Reading this book made me feel like I was on drugs. I’ve never actually done drugs, mostly because I like to be in control and the out of control nature of being on them terrifies me. It also reminded me of being very sick, you know when you’re fever is so high you get delirious or you’re in so much pain you can’t really process anything else…those feelings I’m familiar with and so I had a hard time enjoying the book, it made me dizzy picturing things through Dex’s perspective.

“maybe we laughed so much, we used up our quota” (131)

The most notable thing about the plot is that the narrator is completely unreliable. He’s high most of the time, and even when you understand what he’s saying you can’t be sure what he’s seeing is real. He’s also a compulsive liar, lying to himself almost as much as to others. The way he loses himself in drugs and depression is expertly portrayed,

“I’m shedding pieces of me like someone with some kind of invisible leprosy”. (37)

I think it’s easy to sink into the sadness of his situation, to feel his dreams slipping away.

“Feral’s addiction erased me” (63)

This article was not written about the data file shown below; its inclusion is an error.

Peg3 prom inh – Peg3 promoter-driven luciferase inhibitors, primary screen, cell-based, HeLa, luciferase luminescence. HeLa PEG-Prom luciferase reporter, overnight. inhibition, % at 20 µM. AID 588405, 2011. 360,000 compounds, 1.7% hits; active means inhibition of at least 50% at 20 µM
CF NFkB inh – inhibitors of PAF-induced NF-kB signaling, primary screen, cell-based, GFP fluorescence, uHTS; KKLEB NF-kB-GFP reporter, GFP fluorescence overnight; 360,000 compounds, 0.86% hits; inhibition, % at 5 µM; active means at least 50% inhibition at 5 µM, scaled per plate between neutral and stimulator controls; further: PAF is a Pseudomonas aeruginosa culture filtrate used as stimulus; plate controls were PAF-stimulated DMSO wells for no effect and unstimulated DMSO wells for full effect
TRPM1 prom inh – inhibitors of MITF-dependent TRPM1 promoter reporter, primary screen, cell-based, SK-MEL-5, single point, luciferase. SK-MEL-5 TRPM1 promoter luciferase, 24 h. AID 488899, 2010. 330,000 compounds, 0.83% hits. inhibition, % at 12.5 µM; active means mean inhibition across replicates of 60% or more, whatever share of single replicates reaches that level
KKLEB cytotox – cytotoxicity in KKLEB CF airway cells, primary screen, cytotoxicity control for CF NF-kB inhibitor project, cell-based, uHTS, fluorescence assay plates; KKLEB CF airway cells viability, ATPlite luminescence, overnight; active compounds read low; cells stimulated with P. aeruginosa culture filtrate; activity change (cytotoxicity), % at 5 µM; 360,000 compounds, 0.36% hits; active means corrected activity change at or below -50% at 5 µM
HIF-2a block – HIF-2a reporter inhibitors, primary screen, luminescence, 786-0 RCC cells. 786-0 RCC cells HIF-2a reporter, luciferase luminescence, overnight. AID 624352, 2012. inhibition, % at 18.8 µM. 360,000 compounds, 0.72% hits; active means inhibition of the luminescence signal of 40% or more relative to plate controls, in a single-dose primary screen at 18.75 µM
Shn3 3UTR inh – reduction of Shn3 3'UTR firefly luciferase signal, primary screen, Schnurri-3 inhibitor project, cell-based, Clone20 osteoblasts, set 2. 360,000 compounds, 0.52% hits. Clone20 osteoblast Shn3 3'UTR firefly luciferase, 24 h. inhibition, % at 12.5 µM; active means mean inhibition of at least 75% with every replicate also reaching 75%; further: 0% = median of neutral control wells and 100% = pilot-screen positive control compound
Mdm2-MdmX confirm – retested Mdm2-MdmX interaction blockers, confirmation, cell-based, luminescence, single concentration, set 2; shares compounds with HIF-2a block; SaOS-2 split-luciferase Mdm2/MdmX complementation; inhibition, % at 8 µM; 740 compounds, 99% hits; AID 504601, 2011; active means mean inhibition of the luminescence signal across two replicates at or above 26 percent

Despite the fact that the book was too drug riddled for me to enjoy very much personally I respect Karen Rivers for fabulous writing. There are some haunted metaphors I don’t think I will forget.

“So she left Dad and became someone else, someone unrecognizable.She morphed as easily as a caterpillar. But we were the cocoon that had to be torn open so she could become some kind of creepy, unrecognizable butterfly, flying away.” (21)

The abandonment issues kids of divorced families feel are beautifully developed in this story.

“this shitty town felt like a sweater I’d outgrown years ago that I was trying to pull back on and it wasn’t working” (66)

It’s very difficult to move back to somewhere you were nostalgic about and discover it’s not quite the image in your mind.

“from the outside it looked like the school is vomiting kids in fits and starts, finally spitting out the last few stragglers and then leaning over, done” (85)

Dex’s unusual interpretations of school as he sits watching it from the outside are really interesting. There is a scene where he is too physically hurt and depressed to get out of his car, so he sits there the entire school day and is horrified by the fact that no one notices him there. Apathy is a prevailing theme, and the reader is left feeling sick at the idea of no one helping Dex, no one noticing when he stops talking because he’s too depressed to keep up appearances anymore, no one noticing Tanis’ scars. The lack of action about the abuse of foster kids and a teenage boy expected to care for his suicidal paralyzed father will be shocking to some but this is the idea, that we need to be shocked out of our apathy.

This novel is not for everyone. Not everyone will be able to handle the way it jumps around, the way Dex frames everything with his imaginary camera- distancing himself from his life by turning it into a movie. But it is masterfully done and I’m curious about other books River has written.